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Ellice Street Festival bounces back

14th annual fest is free, other than 25-cent dogs & drinks

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Ellice Avenue will close down from Sherbrook to Langside Streets on June 15 for a free celebration of the West End community. Including two bouncy houses.

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Ellice Avenue will close down from Sherbrook to Langside Streets on June 15 for a free celebration of the West End community. Including two bouncy houses. Photo Store

The season of the bouncy house continues.

The 14th annual Ellice Street Festival kicks off on Fri., June 14 at 7 p.m. with a free community concert at the West End Cultural Centre (WECC) featuring music from Clearvox and the Bahatizz, and Pip Skid.

But the bouncy houses don’t open for business until the outdoor street festival starts at noon Sat., June 15.

"Two of them, every year (they’re a) huge part of the attraction," Jessica Dressler, WECC community outreach and volunteer co-ordinator, said of the popular inflated mayhem-inducing houses.

The street festival will run until 4 p.m. with musical acts Cruel Society, Taylor & Young, Bobby Stahr, and Süss performing each hour in that order.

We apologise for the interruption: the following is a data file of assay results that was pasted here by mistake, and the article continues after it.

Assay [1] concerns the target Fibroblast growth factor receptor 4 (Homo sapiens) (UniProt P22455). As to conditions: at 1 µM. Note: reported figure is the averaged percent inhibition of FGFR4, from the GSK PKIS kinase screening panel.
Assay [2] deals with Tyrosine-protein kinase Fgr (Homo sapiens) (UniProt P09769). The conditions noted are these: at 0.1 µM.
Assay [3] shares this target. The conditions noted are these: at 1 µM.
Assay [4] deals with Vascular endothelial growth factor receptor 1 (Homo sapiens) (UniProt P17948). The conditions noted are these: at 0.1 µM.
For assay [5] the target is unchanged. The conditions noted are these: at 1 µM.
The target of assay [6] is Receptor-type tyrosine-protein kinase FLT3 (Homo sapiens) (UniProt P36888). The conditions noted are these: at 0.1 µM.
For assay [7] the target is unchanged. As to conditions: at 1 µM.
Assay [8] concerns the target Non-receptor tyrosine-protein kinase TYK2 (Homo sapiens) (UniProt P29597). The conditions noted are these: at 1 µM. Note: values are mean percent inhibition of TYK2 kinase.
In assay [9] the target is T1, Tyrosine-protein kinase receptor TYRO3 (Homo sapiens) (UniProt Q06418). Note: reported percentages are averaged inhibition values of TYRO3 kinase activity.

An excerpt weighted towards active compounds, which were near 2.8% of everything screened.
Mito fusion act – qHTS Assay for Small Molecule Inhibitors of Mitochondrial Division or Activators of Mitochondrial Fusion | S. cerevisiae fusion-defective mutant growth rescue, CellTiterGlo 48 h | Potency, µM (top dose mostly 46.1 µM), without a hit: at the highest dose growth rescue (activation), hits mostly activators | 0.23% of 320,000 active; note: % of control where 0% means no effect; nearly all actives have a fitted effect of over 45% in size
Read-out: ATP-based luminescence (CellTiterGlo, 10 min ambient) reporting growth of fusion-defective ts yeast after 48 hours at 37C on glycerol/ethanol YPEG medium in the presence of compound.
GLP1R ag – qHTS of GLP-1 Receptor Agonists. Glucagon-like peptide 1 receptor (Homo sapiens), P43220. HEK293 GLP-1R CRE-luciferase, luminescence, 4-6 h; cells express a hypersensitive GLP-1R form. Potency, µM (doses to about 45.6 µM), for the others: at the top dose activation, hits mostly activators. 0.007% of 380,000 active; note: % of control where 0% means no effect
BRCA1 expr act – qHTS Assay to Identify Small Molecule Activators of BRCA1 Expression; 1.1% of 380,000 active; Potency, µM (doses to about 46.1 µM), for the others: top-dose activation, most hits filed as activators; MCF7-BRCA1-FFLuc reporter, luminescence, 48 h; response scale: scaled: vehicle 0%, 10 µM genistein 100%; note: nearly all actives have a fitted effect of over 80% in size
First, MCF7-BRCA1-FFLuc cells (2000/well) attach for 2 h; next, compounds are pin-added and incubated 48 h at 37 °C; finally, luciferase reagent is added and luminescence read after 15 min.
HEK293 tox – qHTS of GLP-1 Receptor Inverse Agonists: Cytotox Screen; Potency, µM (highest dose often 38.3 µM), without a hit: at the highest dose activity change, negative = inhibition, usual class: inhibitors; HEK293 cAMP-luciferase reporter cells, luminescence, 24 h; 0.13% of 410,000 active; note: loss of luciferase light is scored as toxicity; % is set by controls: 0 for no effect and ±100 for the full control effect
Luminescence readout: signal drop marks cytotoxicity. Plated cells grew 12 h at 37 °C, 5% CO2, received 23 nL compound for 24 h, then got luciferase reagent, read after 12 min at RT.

Attendees bringing bikes can have them securely parked by Bicycle Valet Winnipeg, or tuned up by the UWSA Bike Lab.

The West End Biz will be painting faces, Agnes the Clown will be on the loose, and artisans will be looking for people to join in making dream catchers, key chains, and hats.

All activities are free, Dressler said, except hotdogs and drinks selling until 2 p.m. for 25 cents apiece.

The Spence Neighbourhood Association (SNA), which has organized the kids’ carnival games at the festival for the past 14 years, has teamed with Art City this year to have the kids who attend SNA programming at the Magnus Eliason Recreation Centre make the games themselves.

Ida Bakken, an SNA program co-ordinator, said the children started the carnival game creation process by drawing their ideas and making "small miniature versions of them before they made them out of wood. And they will be painting them."

The annual festival is a community celebration, Dressler said.

"We’re in a neighbourhood that sometimes gets a bad rap — high crime rate, lots of poverty — so this is just a chance for people to celebrate the neighbourhood, people who live here and work here," Dressler said.

It’s also a chance for people from outside the community to experience it, and learn about it.

"It’s a great opportunity to come out to the west-central area and discover it on that day. Then you get to meet people that live in the neighbourhood who do so many interesting things… we’re happy to welcome people from all over the city."

Although the WECC spearheads the festival, Dressler said groups like SNA, the John Howard Society, the University of Winnipeg Students’ Association and the Ma Mawi Wi Chi Itata Centre help plan and run it.

The festival is on Ellice Avenue between Sherbrook and Langside Streets, which will be closed to traffic for the day.

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